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In English we use the phrase "fingers crossed" to express anticipation of good luck. Except for the word by word translation "dedos cruzados", does Latin American Spanish have an equivalent phrase?

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    Just like that. "Cruzar los dedos" or "tengo los dedos cruzados para que Servia gane la medalla de oro" :-) – DGaleano Aug 21 '16 at 18:52
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    Clearly it doesn't work since USA beat Serbia 96 to 66 for the gold medal :-)....BTW sorry misspelling Serbia on my last comment – DGaleano Aug 21 '16 at 21:05
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    @DGaleano "Servia" se usa muy poco pero no es está mal, según el DRAE. De todos modos, "Serbia" es más correcto. – JMVanPelt Aug 22 '16 at 0:52
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    When I was a child, I remember Servia as the usual form. At some time, it changed into Serbia, which is indeed the etimological spelling. But it took me some time to get used into it. – Gorpik Aug 26 '16 at 10:10
  • @DGaleano "servia" sounds bad to a half-Serbian half-latino like me. hearing is is the same, reading it I had to go over it twice for it to resonate. – Ivàn Mar 16 '17 at 9:39
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In Spanish we just say cruzar los dedos. From the comment by DGaleano I can also affirm that this is also used in Latin America (or at least in Colombia, where he is from).

Cruza los dedos, ¡empieza el sorteo de la lotería!
Cross fingers, the lottery is about to start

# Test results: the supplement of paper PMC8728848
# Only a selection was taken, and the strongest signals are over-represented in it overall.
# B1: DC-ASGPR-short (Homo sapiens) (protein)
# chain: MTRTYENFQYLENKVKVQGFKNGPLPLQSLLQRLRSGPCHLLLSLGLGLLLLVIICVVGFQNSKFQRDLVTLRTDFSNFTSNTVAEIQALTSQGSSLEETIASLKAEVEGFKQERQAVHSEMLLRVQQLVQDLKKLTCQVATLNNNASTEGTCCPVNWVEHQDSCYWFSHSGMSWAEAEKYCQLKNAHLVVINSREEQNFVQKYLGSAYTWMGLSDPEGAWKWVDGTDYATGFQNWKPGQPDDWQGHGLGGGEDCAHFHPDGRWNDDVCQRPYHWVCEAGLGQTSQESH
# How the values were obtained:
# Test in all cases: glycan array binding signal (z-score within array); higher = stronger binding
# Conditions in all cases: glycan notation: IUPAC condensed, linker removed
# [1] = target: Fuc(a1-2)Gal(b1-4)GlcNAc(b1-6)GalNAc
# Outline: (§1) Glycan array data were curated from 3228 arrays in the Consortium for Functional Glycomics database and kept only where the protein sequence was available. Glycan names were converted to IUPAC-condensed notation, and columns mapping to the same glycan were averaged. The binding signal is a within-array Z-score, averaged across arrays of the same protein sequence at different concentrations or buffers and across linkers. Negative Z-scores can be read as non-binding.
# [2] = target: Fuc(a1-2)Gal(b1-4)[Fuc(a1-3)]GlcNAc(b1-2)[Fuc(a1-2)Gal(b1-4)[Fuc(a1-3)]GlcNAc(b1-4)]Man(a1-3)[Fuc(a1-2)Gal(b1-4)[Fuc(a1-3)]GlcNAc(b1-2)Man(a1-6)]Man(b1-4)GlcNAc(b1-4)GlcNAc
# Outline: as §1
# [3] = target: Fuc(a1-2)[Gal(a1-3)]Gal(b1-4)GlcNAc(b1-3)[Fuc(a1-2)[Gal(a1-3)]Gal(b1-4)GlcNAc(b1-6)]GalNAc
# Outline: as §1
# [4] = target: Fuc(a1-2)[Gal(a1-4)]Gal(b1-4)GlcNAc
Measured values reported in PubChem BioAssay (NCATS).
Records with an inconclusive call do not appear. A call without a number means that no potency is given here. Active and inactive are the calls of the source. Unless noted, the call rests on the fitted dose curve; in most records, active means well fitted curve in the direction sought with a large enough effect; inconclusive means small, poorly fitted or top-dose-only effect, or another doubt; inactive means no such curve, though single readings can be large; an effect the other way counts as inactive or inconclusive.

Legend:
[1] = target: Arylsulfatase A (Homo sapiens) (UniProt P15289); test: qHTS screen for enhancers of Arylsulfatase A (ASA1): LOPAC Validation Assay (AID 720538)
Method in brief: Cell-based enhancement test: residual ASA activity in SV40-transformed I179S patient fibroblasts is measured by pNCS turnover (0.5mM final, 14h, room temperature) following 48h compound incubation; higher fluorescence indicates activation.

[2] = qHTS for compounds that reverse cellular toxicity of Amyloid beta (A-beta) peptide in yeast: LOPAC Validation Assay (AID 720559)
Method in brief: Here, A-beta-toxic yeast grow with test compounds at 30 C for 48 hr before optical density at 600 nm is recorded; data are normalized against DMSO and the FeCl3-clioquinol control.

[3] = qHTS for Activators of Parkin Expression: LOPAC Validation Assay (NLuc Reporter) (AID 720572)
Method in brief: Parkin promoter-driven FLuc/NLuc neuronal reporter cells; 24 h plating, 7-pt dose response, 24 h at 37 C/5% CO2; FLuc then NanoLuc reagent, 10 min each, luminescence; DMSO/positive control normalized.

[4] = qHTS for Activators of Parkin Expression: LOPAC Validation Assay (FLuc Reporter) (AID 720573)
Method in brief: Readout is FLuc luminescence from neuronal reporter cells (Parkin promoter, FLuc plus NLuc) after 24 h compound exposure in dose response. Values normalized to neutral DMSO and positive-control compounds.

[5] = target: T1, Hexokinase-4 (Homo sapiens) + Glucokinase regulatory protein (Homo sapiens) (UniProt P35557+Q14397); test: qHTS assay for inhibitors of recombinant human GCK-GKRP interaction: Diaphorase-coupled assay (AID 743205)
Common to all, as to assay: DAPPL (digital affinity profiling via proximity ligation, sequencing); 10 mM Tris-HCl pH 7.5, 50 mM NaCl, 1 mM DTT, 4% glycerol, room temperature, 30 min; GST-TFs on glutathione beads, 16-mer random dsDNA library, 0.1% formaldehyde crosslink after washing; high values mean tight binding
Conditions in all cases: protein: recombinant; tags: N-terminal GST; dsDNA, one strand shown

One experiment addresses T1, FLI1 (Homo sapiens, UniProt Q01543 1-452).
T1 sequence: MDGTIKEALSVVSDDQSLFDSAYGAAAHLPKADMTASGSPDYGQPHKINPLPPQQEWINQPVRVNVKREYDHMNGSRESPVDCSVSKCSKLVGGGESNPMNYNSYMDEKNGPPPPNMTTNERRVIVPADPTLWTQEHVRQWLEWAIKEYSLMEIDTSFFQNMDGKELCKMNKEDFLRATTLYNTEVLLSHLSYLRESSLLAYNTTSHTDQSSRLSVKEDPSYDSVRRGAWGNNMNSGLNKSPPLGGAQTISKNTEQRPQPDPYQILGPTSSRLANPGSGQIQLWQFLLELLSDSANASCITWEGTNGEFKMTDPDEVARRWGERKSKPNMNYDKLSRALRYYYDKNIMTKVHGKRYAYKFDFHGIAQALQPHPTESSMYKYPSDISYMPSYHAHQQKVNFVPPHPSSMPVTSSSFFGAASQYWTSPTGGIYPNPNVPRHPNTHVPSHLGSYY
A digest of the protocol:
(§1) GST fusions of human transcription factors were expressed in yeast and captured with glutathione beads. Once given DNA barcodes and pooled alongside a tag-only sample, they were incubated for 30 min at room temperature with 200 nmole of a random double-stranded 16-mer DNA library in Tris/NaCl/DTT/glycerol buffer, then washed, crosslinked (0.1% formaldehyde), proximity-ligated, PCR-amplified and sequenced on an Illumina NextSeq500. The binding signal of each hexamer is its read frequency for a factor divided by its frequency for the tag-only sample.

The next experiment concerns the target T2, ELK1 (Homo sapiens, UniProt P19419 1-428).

Note your word by word translation is also good: I have also heard dedos cruzados sometimes. Especially when used as an imperative.

For example, in a context of a game, some players may tell each other:

Dedos cruzados, empieza el partido
Cross fingers, the match is about to start


I by the way found some explanations on the expression. In Significado y origen de expresiones famosas they say:

Se adjudica a los esclavos negros en América del Norte. Aquellos que mutaron sus creencias y se convirtieron a la fe cristiana, cuando estaban esposados o con las manos atadas y no podían usarlas con libertad para formar una cruz o santiguarse, apelaban a cruzar dos dedos de alguna mano para darle forma al símbolo de los cristianos y así invocar a Dios o elevar una plegaria. Se trataba, entonces, de un recurso para practicar la fe ante situaciones adversas, muy alejado del sentido actual. Hoy consiste en un gesto supersticioso, al que se apela para espantar la mala suerte.

But others state other things. In general, though, there is always the underlying idea of making a cross with the fingers to symbol the Christian cross and make it "protect" oneself against the bad luck.

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    According to the English Wikipedia en.wikipedia.org/wiki/Crossed_fingers the phrase is much earlier than the slave trade and may date from the earliest years of Christianity but it may have arrived into Spanish much later via North America of course. – mdewey Sep 27 '19 at 12:40
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In Mexico they also say "(hacer) changuitos" , which literally translates as "(making) little monkeys".

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    I believe you mean "hacer changuitos" which does not translate to "making little monkeys" but is equivalent to "cruzar los dedos" (crossing one's fingers). As walen mentioned, just complete your answer because it's indeed a valid one. :) – Krauss Sep 26 '19 at 8:33

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